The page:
Local Current Blog

‘Teen Idol’: New play tells the story of Bobby Vee

Bobby Vee circa 1960 (Hulton Archive/Getty Images)

The day the music died — when a plane carrying Buddy Holly, Richie Valens, and J.P. “The Big Bopper” Richardson crashed in Clearlake, Iowa — was also the day that a new young performer from Fargo would begin his rise to fame.

That night, 15-year-old Bobby Vee replaced the lost stars in their scheduled performance, and subsequently would go on to put 38 songs on the Billboard Hot 100 charts — including well-known hits like “The Night Has a Thousand Eyes” and “Rubber Ball” — achieve two gold albums, and help put the Midwest music scene on the map.

Teen Idol: The Bobby Vee Story, a script written by playwright Bob Beverage, will premiere at a reading during the History Theatre’s Raw Stages New Works Festival in St. Paul on Sunday, Jan. 17.

“An audience can expect to come and see the story of his life,” said Beverage – from Vee’s early work as a 1960s teen idol to a “consummate performer and writer in his later years.

“We have this big idea about stars and what they mean and who they are,” said Beverage. “We put them up on a pedestal. There are those stars we love to read about in the tabloids, that sort of defines what we think a star is — someone who is wild and crazy — but here is a guy who was a fabulous artist and a fabulous person as well.”

History Theatre artistic director Ron Peluso discovered Vee’s story while working on the theater’s production of Buddy – The Buddy Holly Story.

Beverage said that Peluso “found this fabulous story about this young guy from Fargo who went on basically in Buddy Holly’s place the night that the music died and went on to be a big star.”

Peluso then asked Beverage to help write the show. He said, “As I started digging in a little bit, I realized, ‘This is an incredible story.’”

What Beverage found was “the story of this guy and what music meant to him and what he meant to music, especially the early rock and roll, that is somewhat forgotten now.”

Beverage points out that Vee was one of the biggest stars to come out of the region in the early rock and roll era.

“He brought a huge spotlight to North Dakota, to the Midwest,” said Beverage. “He never denied his roots. He had 38 Top 40 hits in the early years of performing, and he never left” the area.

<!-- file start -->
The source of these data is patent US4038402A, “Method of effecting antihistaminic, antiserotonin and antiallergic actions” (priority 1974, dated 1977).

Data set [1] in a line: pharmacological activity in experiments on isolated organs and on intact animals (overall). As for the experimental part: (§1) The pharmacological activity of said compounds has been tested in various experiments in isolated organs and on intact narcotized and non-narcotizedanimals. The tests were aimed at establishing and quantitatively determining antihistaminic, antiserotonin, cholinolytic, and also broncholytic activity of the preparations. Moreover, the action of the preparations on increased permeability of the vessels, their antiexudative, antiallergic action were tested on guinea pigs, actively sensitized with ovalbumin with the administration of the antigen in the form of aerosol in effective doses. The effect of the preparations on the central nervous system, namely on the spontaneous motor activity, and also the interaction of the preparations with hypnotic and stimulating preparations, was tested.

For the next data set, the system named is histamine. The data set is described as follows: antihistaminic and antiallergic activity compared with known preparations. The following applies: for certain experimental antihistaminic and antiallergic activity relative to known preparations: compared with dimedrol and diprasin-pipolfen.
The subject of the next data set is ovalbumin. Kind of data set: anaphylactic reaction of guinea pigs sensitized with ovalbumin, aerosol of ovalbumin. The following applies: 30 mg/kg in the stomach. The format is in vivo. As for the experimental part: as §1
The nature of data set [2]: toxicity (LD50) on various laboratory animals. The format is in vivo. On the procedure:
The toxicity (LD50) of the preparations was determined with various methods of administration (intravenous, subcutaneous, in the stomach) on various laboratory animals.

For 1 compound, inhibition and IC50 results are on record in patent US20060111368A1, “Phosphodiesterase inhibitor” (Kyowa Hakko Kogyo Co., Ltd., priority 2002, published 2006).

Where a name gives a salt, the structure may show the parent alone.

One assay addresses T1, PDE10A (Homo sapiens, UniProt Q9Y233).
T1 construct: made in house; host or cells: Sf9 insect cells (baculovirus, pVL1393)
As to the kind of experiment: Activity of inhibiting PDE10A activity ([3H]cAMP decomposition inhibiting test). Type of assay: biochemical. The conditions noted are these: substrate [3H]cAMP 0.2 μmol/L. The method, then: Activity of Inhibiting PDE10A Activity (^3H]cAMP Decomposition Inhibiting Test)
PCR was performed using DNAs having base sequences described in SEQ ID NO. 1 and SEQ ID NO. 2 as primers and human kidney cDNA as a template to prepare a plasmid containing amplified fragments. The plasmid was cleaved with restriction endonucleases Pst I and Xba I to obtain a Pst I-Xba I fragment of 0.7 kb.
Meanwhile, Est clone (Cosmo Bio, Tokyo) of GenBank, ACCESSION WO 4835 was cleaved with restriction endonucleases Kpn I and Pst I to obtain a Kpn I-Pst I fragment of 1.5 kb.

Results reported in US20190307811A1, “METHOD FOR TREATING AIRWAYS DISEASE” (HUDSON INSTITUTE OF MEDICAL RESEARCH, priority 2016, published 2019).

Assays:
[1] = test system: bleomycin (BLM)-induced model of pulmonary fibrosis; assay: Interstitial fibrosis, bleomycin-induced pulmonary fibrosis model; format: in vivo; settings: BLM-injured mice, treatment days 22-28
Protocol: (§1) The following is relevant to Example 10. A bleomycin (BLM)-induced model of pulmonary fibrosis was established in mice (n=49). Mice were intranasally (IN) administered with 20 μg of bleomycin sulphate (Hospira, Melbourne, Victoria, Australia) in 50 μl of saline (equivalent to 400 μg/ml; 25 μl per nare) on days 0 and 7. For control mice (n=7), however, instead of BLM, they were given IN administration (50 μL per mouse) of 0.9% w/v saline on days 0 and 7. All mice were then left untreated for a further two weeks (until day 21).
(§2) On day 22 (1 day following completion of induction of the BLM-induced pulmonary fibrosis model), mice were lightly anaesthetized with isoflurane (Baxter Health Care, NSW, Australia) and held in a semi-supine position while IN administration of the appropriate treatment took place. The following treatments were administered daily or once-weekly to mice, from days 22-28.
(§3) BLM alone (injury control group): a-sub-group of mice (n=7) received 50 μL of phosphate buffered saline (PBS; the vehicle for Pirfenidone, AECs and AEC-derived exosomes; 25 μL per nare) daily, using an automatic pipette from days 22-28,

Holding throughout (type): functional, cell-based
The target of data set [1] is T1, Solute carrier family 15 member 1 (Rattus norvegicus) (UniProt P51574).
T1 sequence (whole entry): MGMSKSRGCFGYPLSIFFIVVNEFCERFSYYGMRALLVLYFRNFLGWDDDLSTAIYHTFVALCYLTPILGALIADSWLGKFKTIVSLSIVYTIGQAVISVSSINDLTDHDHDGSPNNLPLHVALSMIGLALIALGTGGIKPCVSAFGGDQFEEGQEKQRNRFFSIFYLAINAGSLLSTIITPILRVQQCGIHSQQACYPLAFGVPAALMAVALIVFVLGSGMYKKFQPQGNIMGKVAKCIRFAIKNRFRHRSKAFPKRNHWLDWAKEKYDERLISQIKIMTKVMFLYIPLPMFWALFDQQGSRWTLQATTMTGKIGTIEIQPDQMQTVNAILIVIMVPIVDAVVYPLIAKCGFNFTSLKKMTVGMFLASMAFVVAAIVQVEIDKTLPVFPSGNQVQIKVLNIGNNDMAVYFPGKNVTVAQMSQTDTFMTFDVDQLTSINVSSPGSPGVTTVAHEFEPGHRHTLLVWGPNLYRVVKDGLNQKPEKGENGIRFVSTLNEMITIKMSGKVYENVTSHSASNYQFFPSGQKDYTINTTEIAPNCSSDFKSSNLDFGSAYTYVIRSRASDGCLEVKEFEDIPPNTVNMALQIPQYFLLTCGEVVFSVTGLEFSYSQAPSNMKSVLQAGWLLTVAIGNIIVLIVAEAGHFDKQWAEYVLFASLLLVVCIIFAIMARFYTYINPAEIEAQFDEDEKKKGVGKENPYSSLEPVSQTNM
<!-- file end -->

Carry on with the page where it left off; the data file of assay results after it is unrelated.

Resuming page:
In the process of writing the show, Beverage worked with Vee’s children, old friends, band mates, record producer, and the performer himself. “These folks had a tremendous influence on Bobby’s life,” said Beverage.

Now 72, Vee has been diagnosed with Alzheimer’s, but Beverage hopes that Vee will be able to attend the Teen Idol premiere. In 2013, Vee was present at Midway Stadium for a Bob Dylan concert at which Dylan — who, when he was very young, played in Vee’s band — paid tribute to Vee by covering his song “Suzie Baby.”

“For him to stop and make that tribute to Bobby was just tremendously sweet and kind, but it is also reflective of who Bobby was because they had that kind of impact on one another,” said Beverage.

Going forward, Beverage plans to continue revising the script. “We’ll be revising this script the opening night,” he said. They plan to have a workshop this June with a group of actors and hopefully put on a full production in the near future.

Beverage, whose previous plays include Sisters of Swing: A Tribute to the Andrews Sisters, said that there are special challenges that come with telling stories about musicians’ lives.

“The hard part is integrating the music and the text,” the playwright explained. “You don’t want to stop the dramatic action, you want the storytelling to continue throughout the music and you want the music to tell the story. You want to find a way to continue the story telling through the song, into it and out of it and that’s tricky.

“It’s not about telling the whole story because you’ve got 70 years of a person’s life and you can’t put all of that on stage,” Beverage continued. “What you want to do is tell a good story about the person’s life and, in this case, good means honest and true. That it’s true to what happened and it deals with the honest emotions and the honest trials and tribulations, and if you can do that, you’ve got a hell of a story.”

The Raw Stages New Works Festival features four readings of new scripts with stories about the history of Minnesota and lasts from Wednesday, Jan. 13 to Sunday, Jan. 17. Of the festival, Beverage said, “this is one of the fabulous things that History Theatre has been doing for years now. Ron Peluso is a true visionary. Finding these stories and putting together the teams to bring them to life is really amazing.”

Tickets are available for $15 per reading or $30 for a Raw Stages Pass.

Sadie Bell, of Wayzata, is a Journalism + Design student at The New School in New York City. She is a staff writer at Local Wolves magazine and intern at Stereogum.